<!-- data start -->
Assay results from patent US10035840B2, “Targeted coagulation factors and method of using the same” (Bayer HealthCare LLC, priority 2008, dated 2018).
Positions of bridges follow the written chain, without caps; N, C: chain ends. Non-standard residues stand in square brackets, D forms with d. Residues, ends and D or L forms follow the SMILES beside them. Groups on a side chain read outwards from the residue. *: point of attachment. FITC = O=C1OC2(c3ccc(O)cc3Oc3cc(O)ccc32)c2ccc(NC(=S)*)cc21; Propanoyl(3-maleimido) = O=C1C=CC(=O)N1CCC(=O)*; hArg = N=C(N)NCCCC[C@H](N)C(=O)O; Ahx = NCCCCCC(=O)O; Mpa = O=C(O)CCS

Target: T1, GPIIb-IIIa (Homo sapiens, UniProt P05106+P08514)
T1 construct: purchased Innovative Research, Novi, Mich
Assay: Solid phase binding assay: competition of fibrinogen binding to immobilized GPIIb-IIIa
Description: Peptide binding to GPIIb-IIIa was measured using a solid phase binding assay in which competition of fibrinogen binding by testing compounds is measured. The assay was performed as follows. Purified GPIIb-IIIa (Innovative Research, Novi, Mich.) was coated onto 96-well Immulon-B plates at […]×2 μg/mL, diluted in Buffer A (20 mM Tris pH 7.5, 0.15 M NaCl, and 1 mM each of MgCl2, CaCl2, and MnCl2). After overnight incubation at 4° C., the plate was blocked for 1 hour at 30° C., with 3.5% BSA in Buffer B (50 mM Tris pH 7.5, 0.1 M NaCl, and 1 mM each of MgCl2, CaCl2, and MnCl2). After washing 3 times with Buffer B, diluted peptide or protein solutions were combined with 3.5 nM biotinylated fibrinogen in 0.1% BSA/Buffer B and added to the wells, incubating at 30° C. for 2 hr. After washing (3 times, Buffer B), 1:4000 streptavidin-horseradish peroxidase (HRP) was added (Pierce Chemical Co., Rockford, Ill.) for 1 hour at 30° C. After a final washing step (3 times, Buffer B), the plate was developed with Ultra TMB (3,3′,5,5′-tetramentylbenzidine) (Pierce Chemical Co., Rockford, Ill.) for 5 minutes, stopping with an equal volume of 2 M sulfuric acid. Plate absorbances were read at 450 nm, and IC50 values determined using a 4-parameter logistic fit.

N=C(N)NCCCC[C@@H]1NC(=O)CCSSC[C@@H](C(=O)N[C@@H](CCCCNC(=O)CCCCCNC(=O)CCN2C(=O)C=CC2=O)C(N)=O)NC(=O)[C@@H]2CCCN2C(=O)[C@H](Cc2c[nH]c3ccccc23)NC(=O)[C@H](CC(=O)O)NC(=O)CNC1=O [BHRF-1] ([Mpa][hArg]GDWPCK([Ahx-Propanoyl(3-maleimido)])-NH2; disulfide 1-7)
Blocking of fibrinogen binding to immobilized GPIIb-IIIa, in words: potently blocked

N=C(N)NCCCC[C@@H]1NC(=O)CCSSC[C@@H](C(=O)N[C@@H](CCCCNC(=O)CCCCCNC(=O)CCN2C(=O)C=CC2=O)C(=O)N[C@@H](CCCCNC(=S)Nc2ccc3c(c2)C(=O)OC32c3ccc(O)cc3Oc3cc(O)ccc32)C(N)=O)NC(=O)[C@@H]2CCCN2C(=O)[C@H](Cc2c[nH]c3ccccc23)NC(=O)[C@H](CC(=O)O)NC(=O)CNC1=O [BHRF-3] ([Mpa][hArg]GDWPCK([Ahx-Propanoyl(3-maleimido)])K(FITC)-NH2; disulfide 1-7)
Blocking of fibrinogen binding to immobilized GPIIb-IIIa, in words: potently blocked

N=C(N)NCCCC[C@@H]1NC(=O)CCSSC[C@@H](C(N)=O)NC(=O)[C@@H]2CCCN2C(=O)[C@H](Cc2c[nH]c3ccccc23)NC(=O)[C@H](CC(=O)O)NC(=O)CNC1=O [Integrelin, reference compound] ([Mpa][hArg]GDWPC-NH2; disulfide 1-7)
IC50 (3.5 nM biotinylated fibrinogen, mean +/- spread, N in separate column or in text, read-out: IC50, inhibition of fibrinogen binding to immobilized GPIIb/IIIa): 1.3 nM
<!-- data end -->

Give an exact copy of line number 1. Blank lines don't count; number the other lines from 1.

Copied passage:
Assay results from patent US10035840B2, “Targeted coagulation factors and method of using the same” (Bayer HealthCare LLC, priority 2008, dated 2018).